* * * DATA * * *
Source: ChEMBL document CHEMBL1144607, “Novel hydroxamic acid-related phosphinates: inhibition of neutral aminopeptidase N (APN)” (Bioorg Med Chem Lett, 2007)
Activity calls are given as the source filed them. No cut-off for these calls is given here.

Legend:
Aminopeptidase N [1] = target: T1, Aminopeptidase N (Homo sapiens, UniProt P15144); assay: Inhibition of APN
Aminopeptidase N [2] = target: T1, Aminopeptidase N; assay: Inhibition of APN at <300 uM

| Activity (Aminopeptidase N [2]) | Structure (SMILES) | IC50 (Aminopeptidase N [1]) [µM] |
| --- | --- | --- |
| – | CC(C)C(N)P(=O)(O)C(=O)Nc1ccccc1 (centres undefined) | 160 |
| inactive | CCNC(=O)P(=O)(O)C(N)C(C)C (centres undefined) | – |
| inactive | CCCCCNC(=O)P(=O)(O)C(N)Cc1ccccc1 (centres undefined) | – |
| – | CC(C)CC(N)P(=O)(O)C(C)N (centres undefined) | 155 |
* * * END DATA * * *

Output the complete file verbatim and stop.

Source: ChEMBL document CHEMBL1144607, “Novel hydroxamic acid-related phosphinates: inhibition of neutral aminopeptidase N (APN)” (Bioorg Med Chem Lett, 2007)
Activity calls are given as the source filed them. No cut-off for these calls is given here.

Legend:
Aminopeptidase N [1] = target: T1, Aminopeptidase N (Homo sapiens, UniProt P15144); assay: Inhibition of APN
Aminopeptidase N [2] = target: T1, Aminopeptidase N; assay: Inhibition of APN at <300 uM

| Activity (Aminopeptidase N [2]) | Structure (SMILES) | IC50 (Aminopeptidase N [1]) [µM] |
| --- | --- | --- |
| – | CC(C)C(N)P(=O)(O)C(=O)Nc1ccccc1 (centres undefined) | 160 |
| inactive | CCNC(=O)P(=O)(O)C(N)C(C)C (centres undefined) | – |
| inactive | CCCCCNC(=O)P(=O)(O)C(N)Cc1ccccc1 (centres undefined) | – |
| – | CC(C)CC(N)P(=O)(O)C(C)N (centres undefined) | 155 |